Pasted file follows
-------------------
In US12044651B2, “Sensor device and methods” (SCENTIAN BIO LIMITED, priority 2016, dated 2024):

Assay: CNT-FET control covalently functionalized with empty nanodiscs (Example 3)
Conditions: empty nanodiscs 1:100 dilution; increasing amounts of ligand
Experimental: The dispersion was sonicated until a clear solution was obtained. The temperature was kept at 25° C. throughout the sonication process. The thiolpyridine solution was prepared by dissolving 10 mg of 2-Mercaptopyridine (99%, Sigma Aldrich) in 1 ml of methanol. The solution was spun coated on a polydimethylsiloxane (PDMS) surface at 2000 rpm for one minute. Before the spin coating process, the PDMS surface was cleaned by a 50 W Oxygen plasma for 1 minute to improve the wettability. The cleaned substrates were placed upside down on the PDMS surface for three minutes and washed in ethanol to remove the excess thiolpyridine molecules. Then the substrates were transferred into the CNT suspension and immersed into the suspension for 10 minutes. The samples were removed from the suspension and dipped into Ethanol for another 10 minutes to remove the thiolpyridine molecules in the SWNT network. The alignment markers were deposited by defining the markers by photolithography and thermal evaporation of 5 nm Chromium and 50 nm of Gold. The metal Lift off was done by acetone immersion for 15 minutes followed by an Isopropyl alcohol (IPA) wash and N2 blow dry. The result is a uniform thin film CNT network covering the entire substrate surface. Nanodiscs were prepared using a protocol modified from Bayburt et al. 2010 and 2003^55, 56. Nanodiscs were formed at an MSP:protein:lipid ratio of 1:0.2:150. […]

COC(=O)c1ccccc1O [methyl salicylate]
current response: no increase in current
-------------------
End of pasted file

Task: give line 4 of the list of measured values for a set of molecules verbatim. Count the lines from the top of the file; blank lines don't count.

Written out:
Experimental: The dispersion was sonicated until a clear solution was obtained. The temperature was kept at 25° C. throughout the sonication process. The thiolpyridine solution was prepared by dissolving 10 mg of 2-Mercaptopyridine (99%, Sigma Aldrich) in 1 ml of methanol. The solution was spun coated on a polydimethylsiloxane (PDMS) surface at 2000 rpm for one minute. Before the spin coating process, the PDMS surface was cleaned by a 50 W Oxygen plasma for 1 minute to improve the wettability. The cleaned substrates were placed upside down on the PDMS surface for three minutes and washed in ethanol to remove the excess thiolpyridine molecules. Then the substrates were transferred into the CNT suspension and immersed into the suspension for 10 minutes. The samples were removed from the suspension and dipped into Ethanol for another 10 minutes to remove the thiolpyridine molecules in the SWNT network. The alignment markers were deposited by defining the markers by photolithography and thermal evaporation of 5 nm Chromium and 50 nm of Gold. The metal Lift off was done by acetone immersion for 15 minutes followed by an Isopropyl alcohol (IPA) wash and N2 blow dry. The result is a uniform thin film CNT network covering the entire substrate surface. Nanodiscs were prepared using a protocol modified from Bayburt et al. 2010 and 2003^55, 56. Nanodiscs were formed at an MSP:protein:lipid ratio of 1:0.2:150. […]